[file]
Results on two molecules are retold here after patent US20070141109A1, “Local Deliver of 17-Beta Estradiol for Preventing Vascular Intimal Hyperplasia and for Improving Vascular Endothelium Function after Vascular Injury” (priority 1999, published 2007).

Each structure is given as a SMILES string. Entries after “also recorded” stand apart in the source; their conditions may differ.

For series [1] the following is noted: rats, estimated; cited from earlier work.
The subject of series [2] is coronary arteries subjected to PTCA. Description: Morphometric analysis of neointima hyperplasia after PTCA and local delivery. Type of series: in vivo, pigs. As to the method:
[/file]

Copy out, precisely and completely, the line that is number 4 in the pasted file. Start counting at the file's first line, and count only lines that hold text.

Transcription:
The subject of series [2] is coronary arteries subjected to PTCA. Description: Morphometric analysis of neointima hyperplasia after PTCA and local delivery. Type of series: in vivo, pigs. As to the method: